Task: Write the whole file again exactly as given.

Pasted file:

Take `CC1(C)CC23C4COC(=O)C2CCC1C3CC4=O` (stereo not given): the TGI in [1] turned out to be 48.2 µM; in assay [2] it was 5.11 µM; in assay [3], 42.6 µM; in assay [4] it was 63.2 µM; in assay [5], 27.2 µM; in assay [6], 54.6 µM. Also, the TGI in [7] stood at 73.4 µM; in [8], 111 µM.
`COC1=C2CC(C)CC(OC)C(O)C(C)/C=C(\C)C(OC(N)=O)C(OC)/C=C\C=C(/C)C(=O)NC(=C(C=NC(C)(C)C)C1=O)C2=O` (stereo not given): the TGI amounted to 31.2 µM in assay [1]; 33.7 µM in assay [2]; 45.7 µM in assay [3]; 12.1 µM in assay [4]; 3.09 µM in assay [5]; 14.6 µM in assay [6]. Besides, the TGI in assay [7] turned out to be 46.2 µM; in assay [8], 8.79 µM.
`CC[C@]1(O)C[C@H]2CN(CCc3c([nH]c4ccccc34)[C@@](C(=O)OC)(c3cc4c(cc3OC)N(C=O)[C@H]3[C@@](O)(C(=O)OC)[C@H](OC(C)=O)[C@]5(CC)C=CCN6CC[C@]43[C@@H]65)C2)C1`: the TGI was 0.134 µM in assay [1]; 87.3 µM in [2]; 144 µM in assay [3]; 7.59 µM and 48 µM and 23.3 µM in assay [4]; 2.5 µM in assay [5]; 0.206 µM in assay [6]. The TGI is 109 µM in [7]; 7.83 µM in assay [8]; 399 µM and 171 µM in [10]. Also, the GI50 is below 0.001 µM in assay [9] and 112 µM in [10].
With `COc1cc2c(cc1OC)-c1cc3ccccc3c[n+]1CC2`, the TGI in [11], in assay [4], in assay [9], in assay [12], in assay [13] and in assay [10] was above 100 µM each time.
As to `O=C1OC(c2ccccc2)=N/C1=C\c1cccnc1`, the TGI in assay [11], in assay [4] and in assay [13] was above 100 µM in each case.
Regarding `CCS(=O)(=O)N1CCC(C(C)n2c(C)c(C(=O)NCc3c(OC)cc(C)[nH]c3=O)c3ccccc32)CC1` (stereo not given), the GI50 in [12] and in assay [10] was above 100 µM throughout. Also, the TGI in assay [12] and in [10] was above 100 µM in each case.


Take `CC1(C)CC23C4COC(=O)C2CCC1C3CC4=O` (stereo not given): the TGI in [1] turned out to be 48.2 µM; in assay [2] it was 5.11 µM; in assay [3], 42.6 µM; in assay [4] it was 63.2 µM; in assay [5], 27.2 µM; in assay [6], 54.6 µM. Also, the TGI in [7] stood at 73.4 µM; in [8], 111 µM.
`COC1=C2CC(C)CC(OC)C(O)C(C)/C=C(\C)C(OC(N)=O)C(OC)/C=C\C=C(/C)C(=O)NC(=C(C=NC(C)(C)C)C1=O)C2=O` (stereo not given): the TGI amounted to 31.2 µM in assay [1]; 33.7 µM in assay [2]; 45.7 µM in assay [3]; 12.1 µM in assay [4]; 3.09 µM in assay [5]; 14.6 µM in assay [6]. Besides, the TGI in assay [7] turned out to be 46.2 µM; in assay [8], 8.79 µM.
`CC[C@]1(O)C[C@H]2CN(CCc3c([nH]c4ccccc34)[C@@](C(=O)OC)(c3cc4c(cc3OC)N(C=O)[C@H]3[C@@](O)(C(=O)OC)[C@H](OC(C)=O)[C@]5(CC)C=CCN6CC[C@]43[C@@H]65)C2)C1`: the TGI was 0.134 µM in assay [1]; 87.3 µM in [2]; 144 µM in assay [3]; 7.59 µM and 48 µM and 23.3 µM in assay [4]; 2.5 µM in assay [5]; 0.206 µM in assay [6]. The TGI is 109 µM in [7]; 7.83 µM in assay [8]; 399 µM and 171 µM in [10]. Also, the GI50 is below 0.001 µM in assay [9] and 112 µM in [10].
With `COc1cc2c(cc1OC)-c1cc3ccccc3c[n+]1CC2`, the TGI in [11], in assay [4], in assay [9], in assay [12], in assay [13] and in assay [10] was above 100 µM each time.
As to `O=C1OC(c2ccccc2)=N/C1=C\c1cccnc1`, the TGI in assay [11], in assay [4] and in assay [13] was above 100 µM in each case.
Regarding `CCS(=O)(=O)N1CCC(C(C)n2c(C)c(C(=O)NCc3c(OC)cc(C)[nH]c3=O)c3ccccc32)CC1` (stereo not given), the GI50 in [12] and in assay [10] was above 100 µM throughout. Also, the TGI in assay [12] and in [10] was above 100 µM in each case.